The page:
Working in the digital media industry as I do, Ad Week is something of a bible. But it would be remiss of me if I didn’t pick them up on their recent report on Instagram star FuckJerry.
Entitled ‘How an Instagram Star With a Name Like FuckJerry Makes $30,000 Per Sponsored Post’, the relatively glowing profile penned by the normally stellar Lauren Johnson was a disappointingly doughy puff piece about an immoral charlatan who should be held accountable for stealing other people’s creations the same way Carlos Mencia has.
However, in her 864-word profile, Johnson gives only a cursory mention to the fact that FuckJerry has amassed his ridiculously lucrative Instagram empire on the backs original content creators to whom he has never doled out a cent and without ever having created any original content himself.
And when I say “empire”, as Johnson notes in her profile, Elliot Tebele (I’ll stick to FuckJerry) has turned what originally started as a Tumblr channel to aggregate a collection of “pictures he found on the internet” into a social media network boasting 40 million followers, as well as “a clothing line, a card game, a late-night TV show pilot with MTV and a small social media shop called Jerry Media”.
Of course, one can’t really expect FuckJerry to be dishing out royalties to the people who create the content he shares on his insanely popular Instagram channel, since the content he shares consists simply of memes made by anonymous creators and then posted to the internet where they are gathered by FuckJerry and re-shared for profit.
It’s also probably unfair to claim that FuckJerry doesn’t post any original content. According to Johnson’s profile, FuckJerry and his team make between 10 and 20 Facebook posts and several Instagram posts per day.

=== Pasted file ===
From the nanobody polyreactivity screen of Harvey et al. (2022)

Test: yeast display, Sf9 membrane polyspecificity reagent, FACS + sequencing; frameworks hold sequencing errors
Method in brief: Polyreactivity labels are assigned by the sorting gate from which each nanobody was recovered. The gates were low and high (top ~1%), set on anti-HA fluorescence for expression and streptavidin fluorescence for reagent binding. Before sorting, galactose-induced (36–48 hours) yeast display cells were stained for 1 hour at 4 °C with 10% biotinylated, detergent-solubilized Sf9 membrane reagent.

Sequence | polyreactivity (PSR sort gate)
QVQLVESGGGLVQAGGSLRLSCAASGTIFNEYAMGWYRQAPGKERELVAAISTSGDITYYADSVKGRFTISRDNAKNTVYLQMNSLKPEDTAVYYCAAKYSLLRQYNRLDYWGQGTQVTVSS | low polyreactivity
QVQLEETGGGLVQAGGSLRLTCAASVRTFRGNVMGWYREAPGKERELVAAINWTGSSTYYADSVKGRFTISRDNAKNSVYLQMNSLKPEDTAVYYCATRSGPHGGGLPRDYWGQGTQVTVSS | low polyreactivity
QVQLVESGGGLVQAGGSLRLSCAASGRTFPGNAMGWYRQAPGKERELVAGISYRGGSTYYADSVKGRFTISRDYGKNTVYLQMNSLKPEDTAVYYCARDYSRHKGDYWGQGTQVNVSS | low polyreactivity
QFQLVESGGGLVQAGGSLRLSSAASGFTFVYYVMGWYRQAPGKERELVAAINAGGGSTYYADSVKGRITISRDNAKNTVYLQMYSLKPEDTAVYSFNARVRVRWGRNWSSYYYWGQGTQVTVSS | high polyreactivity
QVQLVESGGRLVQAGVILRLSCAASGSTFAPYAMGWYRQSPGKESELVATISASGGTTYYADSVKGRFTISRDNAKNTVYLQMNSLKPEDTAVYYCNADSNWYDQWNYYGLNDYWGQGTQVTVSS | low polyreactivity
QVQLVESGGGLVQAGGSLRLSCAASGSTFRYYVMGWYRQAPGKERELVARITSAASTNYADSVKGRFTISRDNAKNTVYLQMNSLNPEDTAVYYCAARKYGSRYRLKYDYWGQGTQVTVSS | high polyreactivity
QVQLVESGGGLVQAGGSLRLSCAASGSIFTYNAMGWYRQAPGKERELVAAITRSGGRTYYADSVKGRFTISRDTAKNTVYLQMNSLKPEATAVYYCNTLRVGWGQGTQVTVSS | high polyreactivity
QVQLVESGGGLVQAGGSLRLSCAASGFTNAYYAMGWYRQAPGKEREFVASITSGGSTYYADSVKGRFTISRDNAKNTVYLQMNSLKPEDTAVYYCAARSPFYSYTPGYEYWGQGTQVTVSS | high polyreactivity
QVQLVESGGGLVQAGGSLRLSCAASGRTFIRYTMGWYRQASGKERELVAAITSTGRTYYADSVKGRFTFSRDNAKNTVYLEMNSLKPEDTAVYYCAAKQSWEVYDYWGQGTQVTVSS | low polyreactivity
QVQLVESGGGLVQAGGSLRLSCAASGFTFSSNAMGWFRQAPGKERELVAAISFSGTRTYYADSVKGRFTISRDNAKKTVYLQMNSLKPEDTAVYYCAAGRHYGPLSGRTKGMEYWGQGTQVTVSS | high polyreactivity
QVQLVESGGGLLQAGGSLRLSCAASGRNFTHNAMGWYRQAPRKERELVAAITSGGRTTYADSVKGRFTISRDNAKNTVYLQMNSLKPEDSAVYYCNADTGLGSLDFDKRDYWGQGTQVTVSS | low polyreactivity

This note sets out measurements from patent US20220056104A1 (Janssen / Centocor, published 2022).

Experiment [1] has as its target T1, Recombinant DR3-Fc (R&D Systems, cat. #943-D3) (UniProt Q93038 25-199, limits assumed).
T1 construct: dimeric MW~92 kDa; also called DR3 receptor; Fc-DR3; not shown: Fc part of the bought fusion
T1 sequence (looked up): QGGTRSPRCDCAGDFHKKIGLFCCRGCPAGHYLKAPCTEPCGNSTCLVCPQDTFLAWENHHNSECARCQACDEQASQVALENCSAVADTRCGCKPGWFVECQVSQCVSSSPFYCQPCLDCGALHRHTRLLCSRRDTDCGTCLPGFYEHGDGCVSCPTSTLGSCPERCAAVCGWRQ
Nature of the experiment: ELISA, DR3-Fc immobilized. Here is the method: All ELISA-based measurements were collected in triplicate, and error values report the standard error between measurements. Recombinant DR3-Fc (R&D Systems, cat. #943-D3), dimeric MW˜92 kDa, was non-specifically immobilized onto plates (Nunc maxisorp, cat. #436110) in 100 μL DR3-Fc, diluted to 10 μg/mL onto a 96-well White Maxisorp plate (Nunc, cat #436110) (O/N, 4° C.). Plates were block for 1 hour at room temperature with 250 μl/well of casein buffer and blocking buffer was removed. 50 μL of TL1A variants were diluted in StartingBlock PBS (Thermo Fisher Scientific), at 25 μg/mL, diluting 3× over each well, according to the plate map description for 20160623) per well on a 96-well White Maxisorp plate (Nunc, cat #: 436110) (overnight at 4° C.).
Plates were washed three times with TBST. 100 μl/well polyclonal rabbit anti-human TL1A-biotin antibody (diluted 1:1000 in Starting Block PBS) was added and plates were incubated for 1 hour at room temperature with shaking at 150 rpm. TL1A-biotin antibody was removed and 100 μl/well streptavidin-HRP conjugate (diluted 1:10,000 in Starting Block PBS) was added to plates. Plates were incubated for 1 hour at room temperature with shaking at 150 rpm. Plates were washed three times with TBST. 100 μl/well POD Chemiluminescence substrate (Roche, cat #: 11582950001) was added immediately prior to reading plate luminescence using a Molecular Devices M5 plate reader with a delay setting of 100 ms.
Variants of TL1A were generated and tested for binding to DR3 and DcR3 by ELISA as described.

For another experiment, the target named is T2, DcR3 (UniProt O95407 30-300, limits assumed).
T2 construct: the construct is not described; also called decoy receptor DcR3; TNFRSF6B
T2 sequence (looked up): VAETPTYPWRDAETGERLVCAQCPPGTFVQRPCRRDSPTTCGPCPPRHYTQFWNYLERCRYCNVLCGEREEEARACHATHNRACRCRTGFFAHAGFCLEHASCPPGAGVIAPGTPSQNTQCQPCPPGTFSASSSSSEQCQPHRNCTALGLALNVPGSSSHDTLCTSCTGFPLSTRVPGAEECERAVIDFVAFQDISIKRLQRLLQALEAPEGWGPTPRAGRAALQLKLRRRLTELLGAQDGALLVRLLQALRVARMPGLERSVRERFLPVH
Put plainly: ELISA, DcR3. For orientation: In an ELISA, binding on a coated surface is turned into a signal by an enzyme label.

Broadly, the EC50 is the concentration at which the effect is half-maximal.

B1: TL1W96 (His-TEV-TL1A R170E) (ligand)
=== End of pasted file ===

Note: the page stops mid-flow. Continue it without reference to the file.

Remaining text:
Most of this is comprised of the ‘curated’ (or stolen, depending on how you look at it) memes he is famous for, but his team also create 20 pieces of original branded content per month. Johnson helpfully does the math for us and tells us that this equates to “less than 5 percent of the total content” FuckJerry shares out.
When Johnson finally mentions the fact that, like The Fat Jew and other similar meme aggregators, FuckJerry has copped it from real comedians whose work FuckJerry has ‘curated’ for his own financial gain, she more or less allows him to get off scot-free:
“When asked about reports from comedians who are mad that FuckJerry steals and reposts jokes, Tebele said his team is working on creating more original content. ‘At first, I would say it was 80 percent curated and 20 percent original. Now I would say it’s 60-40,’ he said.”
It’s a far cry from the 95-5 ratio Johnson estimates earlier in her story, but we have to forgive FuckJerry for being a little hazy on the math considering he’s so busy creating 20 pieces of original content per month.
And just what kinds of brands are working with this social media-savvy joke thief?
Everyone from Burger King to Paramount Pictures, who hired FuckJerry and his team to come up with a series of painfully unfunny memes to promote their new film Office Christmas Party (if you’ve seen the film, the pairing actually makes a lot of sense).
Unfortunately, most of the flak aimed at meme aggregators seems to have fallen squarely on the head of The Fat Jew, and FuckJerry has managed to escape relatively unscathed, though he does get several mentions in Amanda Hess’s excellent report on meme aggregators published in Slate.
Part of why Johnson’s profile is so unnerving is the fact that now many brands and advertisers who may previously have been unaware of FuckJerry and his considerable platform, could now be looking to join his rapidly expanding list of clients.
Johnson has missed a vital opportunity to expose a rampant and unapologetic content thief and has instead written what is tantamount to native content for FuckJerry and his fraudulent media empire.
Image: Bruno Moraes